Date: 2022
  10. By: Aliyev, Nihad; Huseynov, Fariz; Rzayev, Khaladdin
    Abstract: Does the increased prevalence of algorithmic trading (AT) produce real economic effects? We find that AT contributes to managerial learning by fostering the production of new information and thereby increases firms' investment-to-price sensitivity. We link AT's impact on the investment-to-price sensitivity to the revelatory price efficiency - extent to which stock prices reveal information for real efficiency. AT-driven investment-to-price sensitivity helps managers make better investment decisions, leading to improved firm performance. While in aggregate AT contributes positively to managerial learning, we also show that there is a subset of AT strategies, namely opportunistic AT that is harmful to managerial learning.
    Keywords: algorithmic trading; real effects of algorithmic trading; revelatory price efficiency; investment-to-price sensitivity
    JEL: G20 G30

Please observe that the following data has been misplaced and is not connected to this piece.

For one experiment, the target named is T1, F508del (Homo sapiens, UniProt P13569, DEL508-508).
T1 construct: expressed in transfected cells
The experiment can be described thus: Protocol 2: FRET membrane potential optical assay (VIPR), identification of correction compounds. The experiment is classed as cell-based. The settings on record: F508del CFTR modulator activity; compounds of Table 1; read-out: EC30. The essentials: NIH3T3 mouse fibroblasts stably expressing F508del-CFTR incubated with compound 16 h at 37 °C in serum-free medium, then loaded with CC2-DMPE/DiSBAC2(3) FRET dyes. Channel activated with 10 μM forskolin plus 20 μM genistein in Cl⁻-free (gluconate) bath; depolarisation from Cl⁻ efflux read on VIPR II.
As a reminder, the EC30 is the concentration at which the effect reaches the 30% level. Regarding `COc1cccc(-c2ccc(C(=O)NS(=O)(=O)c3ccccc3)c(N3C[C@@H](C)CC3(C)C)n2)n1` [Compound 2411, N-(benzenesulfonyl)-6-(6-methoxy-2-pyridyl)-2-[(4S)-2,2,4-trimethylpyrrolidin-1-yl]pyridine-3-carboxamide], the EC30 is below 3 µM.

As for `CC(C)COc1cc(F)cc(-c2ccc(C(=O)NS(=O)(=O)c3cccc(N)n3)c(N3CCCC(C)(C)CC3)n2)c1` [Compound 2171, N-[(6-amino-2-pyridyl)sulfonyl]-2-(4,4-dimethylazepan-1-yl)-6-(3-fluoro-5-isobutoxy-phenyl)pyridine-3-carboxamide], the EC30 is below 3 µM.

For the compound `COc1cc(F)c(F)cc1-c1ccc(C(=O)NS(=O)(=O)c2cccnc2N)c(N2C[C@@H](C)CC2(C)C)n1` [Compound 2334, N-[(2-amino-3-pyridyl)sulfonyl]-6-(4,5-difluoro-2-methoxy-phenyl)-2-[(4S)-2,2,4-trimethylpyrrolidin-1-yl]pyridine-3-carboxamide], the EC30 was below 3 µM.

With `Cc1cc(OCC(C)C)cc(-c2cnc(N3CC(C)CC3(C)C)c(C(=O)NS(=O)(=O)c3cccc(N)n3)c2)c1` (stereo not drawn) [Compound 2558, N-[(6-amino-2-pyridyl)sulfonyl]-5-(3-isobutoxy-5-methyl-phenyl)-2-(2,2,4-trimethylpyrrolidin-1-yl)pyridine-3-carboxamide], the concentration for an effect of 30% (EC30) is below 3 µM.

Date: 2022–09–02
  11. By: Corrocher, Nicoletta; Moschella, Daniele; Staccioli, Jacopo; Vivarelli, Marco
    Abstract: This paper deals with the complex relationship between innovation and the labor market, analyzing the impact of new technological advancements on overall employment, skills and wages. After a critical review of the extant literature and the available empirical studies, novel evidence is presented on the distribution of labor-saving automation (namely robotics and AI), based on natural language processing of US patents. This mapping shows that both upstream high-tech providers and downstream users of new technologies - such as Boeing and Amazon - lead the underlying innovative effort.
    Keywords: Innovation, Technological Change, Skills, Wages, Technological Unemployment
    JEL: O33
    Date: 2023